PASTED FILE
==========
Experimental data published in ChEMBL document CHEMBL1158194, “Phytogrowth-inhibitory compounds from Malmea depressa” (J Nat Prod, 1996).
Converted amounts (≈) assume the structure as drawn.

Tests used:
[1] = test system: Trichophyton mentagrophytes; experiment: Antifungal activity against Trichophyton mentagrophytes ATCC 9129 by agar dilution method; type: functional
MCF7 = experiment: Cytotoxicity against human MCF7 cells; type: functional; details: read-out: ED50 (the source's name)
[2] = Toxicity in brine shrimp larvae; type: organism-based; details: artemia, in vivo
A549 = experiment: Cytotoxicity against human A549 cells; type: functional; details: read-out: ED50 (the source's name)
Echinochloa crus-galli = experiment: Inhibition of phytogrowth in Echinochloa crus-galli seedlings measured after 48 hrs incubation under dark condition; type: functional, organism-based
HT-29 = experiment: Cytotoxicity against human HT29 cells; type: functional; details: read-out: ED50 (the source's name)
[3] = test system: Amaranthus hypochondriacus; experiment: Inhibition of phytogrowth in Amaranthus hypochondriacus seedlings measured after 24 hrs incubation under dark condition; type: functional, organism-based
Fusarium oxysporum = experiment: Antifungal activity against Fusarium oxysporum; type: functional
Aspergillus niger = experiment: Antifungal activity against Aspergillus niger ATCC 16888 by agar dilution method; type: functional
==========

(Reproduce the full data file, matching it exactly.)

Experimental data published in ChEMBL document CHEMBL1158194, “Phytogrowth-inhibitory compounds from Malmea depressa” (J Nat Prod, 1996).
Converted amounts (≈) assume the structure as drawn.

Tests used:
[1] = test system: Trichophyton mentagrophytes; experiment: Antifungal activity against Trichophyton mentagrophytes ATCC 9129 by agar dilution method; type: functional
MCF7 = experiment: Cytotoxicity against human MCF7 cells; type: functional; details: read-out: ED50 (the source's name)
[2] = Toxicity in brine shrimp larvae; type: organism-based; details: artemia, in vivo
A549 = experiment: Cytotoxicity against human A549 cells; type: functional; details: read-out: ED50 (the source's name)
Echinochloa crus-galli = experiment: Inhibition of phytogrowth in Echinochloa crus-galli seedlings measured after 48 hrs incubation under dark condition; type: functional, organism-based
HT-29 = experiment: Cytotoxicity against human HT29 cells; type: functional; details: read-out: ED50 (the source's name)
[3] = test system: Amaranthus hypochondriacus; experiment: Inhibition of phytogrowth in Amaranthus hypochondriacus seedlings measured after 24 hrs incubation under dark condition; type: functional, organism-based
Fusarium oxysporum = experiment: Antifungal activity against Fusarium oxysporum; type: functional
Aspergillus niger = experiment: Antifungal activity against Aspergillus niger ATCC 16888 by agar dilution method; type: functional